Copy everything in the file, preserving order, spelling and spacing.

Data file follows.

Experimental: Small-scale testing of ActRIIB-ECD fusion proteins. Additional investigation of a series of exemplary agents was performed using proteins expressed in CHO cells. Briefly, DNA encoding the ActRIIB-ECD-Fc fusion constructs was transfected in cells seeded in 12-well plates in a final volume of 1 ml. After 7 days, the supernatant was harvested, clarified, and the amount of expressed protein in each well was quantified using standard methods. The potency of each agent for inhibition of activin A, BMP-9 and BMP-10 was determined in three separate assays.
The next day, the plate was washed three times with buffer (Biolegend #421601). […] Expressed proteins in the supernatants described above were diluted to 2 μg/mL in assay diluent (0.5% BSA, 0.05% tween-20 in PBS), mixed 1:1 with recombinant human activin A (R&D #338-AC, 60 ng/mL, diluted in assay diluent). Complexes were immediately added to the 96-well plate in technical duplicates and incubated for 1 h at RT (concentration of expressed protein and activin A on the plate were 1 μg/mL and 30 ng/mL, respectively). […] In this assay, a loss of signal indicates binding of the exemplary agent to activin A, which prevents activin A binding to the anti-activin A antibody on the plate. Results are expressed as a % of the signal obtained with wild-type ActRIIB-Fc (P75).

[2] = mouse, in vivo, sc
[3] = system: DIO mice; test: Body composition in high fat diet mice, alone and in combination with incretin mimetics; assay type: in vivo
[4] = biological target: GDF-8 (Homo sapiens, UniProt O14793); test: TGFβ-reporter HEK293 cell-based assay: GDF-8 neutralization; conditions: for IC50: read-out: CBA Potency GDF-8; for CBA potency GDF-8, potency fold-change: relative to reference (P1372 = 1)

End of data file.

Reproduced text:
Experimental: Small-scale testing of ActRIIB-ECD fusion proteins. Additional investigation of a series of exemplary agents was performed using proteins expressed in CHO cells. Briefly, DNA encoding the ActRIIB-ECD-Fc fusion constructs was transfected in cells seeded in 12-well plates in a final volume of 1 ml. After 7 days, the supernatant was harvested, clarified, and the amount of expressed protein in each well was quantified using standard methods. The potency of each agent for inhibition of activin A, BMP-9 and BMP-10 was determined in three separate assays.
The next day, the plate was washed three times with buffer (Biolegend #421601). […] Expressed proteins in the supernatants described above were diluted to 2 μg/mL in assay diluent (0.5% BSA, 0.05% tween-20 in PBS), mixed 1:1 with recombinant human activin A (R&D #338-AC, 60 ng/mL, diluted in assay diluent). Complexes were immediately added to the 96-well plate in technical duplicates and incubated for 1 h at RT (concentration of expressed protein and activin A on the plate were 1 μg/mL and 30 ng/mL, respectively). […] In this assay, a loss of signal indicates binding of the exemplary agent to activin A, which prevents activin A binding to the anti-activin A antibody on the plate. Results are expressed as a % of the signal obtained with wild-type ActRIIB-Fc (P75).

[2] = mouse, in vivo, sc
[3] = system: DIO mice; test: Body composition in high fat diet mice, alone and in combination with incretin mimetics; assay type: in vivo
[4] = biological target: GDF-8 (Homo sapiens, UniProt O14793); test: TGFβ-reporter HEK293 cell-based assay: GDF-8 neutralization; conditions: for IC50: read-out: CBA Potency GDF-8; for CBA potency GDF-8, potency fold-change: relative to reference (P1372 = 1)